City Council unanimously approved an ordinance Monday night that would increase the rates of two utilities come next year.
A 10 percent increase to both water and sewer rates was approved after much discussion from City Council, particularly on how rate increases are determined and how often utility rates have to be increased.
Including the new increases, sewer and water rates have increased a combined five times since 2013, beginning when the city financed a state-mandated $14 million mechanical wastewater treatment facility.
Water rates were increased by 5 percent and sewer rates by 40 percent in 2013 and then again in 2016 when sewer rates increased another 20 percent.
City Finance Director Denise Towns said rate increases are required as part of the finance agreement for covering debt repayment for treatment facility construction, capital projects and regular plant maintenance and operation.
“Rates increases are standard for utilities, especially water and sewer which are some of the more volatile and expensive,” City Manager Greg McDanel said. “There were communities across the state, still are, that experiencing 150 percent rate increases just to pay for the mandated EPA.”
Towns said that with the city having to dip into its reserve funding to pay for capital projects at the facility, increases will also help replenish those.
“Trying not to do an increase every year, trying to stager it at least every two years if possible,” Towns said. “So some of that has led to bigger rate increases all at once.”
McDanel said Maryville was fortunate to have had good financial management that allowed them to keep their fund in good shape throughout the process.
The rate increase is expected to raise a person’s monthly bill anywhere from $3.50 to $4.89 depending on consumption rates.
Councilman Matt Johnson raised questions about the totality of rate increases and about new water meters that were installed throughout the city in 2016 and 2017.
The agreement with Schneider Electric for the meters would have allowed the city to reclaim certain funds if rates were met.
McDanel said that the city had not been able to meet those standards last year.
“The analysis that was done by Schneider Electric had indicated on average that there was a 10 percent water loss,” Town said. “So they were expecting to have about a 10 percent increase.”
The rate increase is scheduled to take effect in January 2019 and would generate approximately $487,000 in revenue.
City discusses potential guideline plans for the downtown redesign
Much of the discussion centered around a previous 2009 downtown design plan that the council hopes to revise and continue for downtown revitalization.
The plan was made possible through the Missouri Downtown Revitalization & Economic Assistance for Missouri initiative, which allows for select communities to receive technical assistance for their downtown design plans.
“The design guidelines are essential planning recommendations for policy and procedural decisions,” McDanel said.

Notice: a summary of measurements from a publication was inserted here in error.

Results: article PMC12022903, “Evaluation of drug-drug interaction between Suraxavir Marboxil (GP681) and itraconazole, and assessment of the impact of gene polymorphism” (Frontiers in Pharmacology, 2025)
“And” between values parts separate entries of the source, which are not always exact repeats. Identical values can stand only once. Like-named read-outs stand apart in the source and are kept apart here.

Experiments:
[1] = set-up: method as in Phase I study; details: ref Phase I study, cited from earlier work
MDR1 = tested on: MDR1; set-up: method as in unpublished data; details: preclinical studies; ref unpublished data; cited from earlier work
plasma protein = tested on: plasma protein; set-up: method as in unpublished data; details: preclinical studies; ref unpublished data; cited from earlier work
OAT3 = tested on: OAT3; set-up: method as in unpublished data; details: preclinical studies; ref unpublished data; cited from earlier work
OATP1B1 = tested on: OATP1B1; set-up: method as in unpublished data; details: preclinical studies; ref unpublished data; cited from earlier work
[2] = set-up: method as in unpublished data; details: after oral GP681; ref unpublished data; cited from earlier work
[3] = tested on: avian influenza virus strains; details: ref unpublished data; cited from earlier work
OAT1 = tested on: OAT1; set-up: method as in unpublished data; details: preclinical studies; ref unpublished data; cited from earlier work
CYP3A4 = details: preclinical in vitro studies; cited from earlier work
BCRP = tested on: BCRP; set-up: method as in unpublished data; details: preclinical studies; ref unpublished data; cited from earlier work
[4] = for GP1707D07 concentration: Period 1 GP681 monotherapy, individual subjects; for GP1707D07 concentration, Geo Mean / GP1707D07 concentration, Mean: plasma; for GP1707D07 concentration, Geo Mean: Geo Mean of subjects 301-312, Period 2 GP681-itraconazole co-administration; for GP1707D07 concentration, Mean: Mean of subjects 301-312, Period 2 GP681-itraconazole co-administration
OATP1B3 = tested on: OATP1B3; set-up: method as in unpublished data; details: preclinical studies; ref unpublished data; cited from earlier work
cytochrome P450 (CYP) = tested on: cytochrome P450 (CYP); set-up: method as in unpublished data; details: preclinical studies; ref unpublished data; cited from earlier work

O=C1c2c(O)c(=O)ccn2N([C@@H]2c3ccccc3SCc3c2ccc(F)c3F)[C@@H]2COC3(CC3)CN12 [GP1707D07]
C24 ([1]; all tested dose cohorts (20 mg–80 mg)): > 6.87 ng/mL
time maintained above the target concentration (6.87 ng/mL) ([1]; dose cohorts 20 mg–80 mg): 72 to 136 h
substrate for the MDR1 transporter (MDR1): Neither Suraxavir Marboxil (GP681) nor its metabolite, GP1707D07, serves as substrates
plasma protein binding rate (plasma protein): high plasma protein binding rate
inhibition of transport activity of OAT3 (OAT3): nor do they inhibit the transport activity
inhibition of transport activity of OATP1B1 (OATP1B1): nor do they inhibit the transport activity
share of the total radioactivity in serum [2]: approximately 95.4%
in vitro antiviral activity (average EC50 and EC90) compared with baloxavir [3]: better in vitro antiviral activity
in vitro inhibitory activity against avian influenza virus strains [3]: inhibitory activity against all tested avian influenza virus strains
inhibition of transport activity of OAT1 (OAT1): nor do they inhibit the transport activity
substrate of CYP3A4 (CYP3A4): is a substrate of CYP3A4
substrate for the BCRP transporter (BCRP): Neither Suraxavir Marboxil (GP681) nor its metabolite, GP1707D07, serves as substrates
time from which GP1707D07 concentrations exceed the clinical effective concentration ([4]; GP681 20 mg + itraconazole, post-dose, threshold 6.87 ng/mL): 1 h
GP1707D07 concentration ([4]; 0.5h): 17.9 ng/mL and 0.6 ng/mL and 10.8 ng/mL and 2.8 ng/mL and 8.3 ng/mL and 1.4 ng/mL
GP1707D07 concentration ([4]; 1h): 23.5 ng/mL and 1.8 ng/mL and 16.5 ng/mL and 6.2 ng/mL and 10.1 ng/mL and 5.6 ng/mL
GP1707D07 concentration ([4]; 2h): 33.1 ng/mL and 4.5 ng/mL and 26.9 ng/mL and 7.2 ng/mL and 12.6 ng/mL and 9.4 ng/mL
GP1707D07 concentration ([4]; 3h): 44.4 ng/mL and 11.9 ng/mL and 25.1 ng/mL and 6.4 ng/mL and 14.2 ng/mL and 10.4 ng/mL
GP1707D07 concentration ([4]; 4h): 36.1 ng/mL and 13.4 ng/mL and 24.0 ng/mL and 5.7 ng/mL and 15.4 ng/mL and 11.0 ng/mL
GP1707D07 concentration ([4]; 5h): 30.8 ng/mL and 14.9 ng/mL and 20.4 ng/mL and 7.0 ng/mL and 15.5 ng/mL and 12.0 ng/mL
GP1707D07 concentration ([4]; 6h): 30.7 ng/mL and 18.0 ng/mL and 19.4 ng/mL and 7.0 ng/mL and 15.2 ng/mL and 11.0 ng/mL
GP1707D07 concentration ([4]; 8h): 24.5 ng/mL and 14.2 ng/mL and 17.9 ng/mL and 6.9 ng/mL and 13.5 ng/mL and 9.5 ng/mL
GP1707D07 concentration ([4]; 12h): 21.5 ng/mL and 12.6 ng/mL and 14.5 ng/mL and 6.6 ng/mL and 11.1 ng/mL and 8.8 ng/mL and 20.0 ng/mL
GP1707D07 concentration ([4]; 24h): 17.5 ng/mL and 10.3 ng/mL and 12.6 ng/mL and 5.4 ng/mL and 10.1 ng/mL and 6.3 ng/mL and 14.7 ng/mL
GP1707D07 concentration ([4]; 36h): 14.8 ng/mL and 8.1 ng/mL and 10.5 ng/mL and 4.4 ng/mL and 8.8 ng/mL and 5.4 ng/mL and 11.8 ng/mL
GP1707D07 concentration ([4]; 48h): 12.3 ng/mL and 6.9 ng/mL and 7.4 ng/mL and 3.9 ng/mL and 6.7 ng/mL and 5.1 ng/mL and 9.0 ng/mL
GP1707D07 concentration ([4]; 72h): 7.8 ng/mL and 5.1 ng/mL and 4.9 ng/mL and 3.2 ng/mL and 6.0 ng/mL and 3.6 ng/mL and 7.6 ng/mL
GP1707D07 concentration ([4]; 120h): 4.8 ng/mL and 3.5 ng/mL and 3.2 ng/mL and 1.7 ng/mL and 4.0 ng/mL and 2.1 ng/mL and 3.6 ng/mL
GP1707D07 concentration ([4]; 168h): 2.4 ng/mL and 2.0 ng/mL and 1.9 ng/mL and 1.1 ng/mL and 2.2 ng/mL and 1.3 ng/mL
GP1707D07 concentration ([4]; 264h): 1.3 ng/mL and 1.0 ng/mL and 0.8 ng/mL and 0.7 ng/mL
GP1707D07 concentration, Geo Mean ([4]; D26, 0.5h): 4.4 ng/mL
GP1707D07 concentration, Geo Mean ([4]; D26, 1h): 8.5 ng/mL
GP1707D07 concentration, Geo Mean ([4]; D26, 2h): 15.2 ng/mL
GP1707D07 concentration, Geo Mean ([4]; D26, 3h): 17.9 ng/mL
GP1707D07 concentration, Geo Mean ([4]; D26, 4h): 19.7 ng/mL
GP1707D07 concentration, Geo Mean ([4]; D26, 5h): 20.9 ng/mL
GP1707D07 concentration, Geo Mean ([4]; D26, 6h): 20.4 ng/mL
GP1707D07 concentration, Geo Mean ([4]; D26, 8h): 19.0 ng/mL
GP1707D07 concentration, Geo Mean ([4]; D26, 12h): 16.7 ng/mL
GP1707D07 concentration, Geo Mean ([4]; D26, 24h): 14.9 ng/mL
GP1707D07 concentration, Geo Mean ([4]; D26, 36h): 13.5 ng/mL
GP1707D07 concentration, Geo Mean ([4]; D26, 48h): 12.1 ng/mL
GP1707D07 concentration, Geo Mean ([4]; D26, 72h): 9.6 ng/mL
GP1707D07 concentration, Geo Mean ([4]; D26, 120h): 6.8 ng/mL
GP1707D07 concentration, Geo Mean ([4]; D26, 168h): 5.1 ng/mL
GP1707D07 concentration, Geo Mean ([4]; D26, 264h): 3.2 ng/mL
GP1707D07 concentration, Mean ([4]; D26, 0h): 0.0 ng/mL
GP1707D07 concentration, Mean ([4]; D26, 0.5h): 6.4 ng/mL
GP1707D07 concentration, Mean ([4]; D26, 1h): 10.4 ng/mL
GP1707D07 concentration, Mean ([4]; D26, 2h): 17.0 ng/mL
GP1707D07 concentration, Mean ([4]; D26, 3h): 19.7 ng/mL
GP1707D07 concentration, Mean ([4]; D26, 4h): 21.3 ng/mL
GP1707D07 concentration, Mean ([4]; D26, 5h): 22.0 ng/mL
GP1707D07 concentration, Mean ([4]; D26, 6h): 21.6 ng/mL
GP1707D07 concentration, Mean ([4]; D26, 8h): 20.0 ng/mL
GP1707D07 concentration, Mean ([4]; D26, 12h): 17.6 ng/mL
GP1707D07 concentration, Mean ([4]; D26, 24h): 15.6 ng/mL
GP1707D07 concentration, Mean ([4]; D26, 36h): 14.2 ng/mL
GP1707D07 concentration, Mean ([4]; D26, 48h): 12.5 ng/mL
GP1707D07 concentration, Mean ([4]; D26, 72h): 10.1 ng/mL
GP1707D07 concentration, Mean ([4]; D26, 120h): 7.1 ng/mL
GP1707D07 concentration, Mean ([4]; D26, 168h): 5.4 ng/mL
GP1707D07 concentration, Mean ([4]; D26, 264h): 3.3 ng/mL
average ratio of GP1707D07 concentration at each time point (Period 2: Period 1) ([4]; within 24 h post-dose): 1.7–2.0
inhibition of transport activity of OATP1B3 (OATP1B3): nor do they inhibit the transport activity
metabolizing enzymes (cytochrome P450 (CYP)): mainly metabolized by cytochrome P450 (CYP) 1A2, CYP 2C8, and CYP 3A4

The discussion shifted to how the city should eventually implement those plans, whether through a resolution or ordinance.
Whereas a resolution is essentially a suggested guideline, an ordinance is engrained in the city's code and must be abided by.
Once the guideline plan is finally determined, the city will present it to local stakeholders and downtown Maryville for further discussion and review.
McDanel said the hope is to adopt the development plan as a resolution and then have property owners, stakeholders and the city determine what aspects need to be implemented into city code.
“In a lot of these dream communities, a lot of these downtown revitalization efforts, they want to know that if they make an investment in their property that their next door neighbor is going to be held to the same standard,” McDanel said.
Assistant City Manager Ryan Heiland said that for property owners, having design creativity is an appealing aspect that comes with using resolutions instead of an ordinance.
He added that ordinances can be helpful for things like signage and coordinating with zoning ordinances for sidewalk projects.
Maryville has looked at other cities downtown areas for potential ideas along the way.
McDanel said that like many cities with notable Downtown areas, Maryville’s residents prefer a certain style design for their Downtown as well.
“Some love the more modern look, some love the historic look,” McDanel said. “What is that ideal vision? We’ve got a great starting point.”
New public safety facility planning continues
After a meeting with architects in late October, Maryville was presented with a two-story design plan for the anticipated new public safety building.
“The project is in preliminary design with many moving parts,” McDanel said. “Very proud of the staff for making tough decisions with regard to efficiency, wants versus needs.”
Another closed meeting is scheduled for Nov. 28 for further review of the building.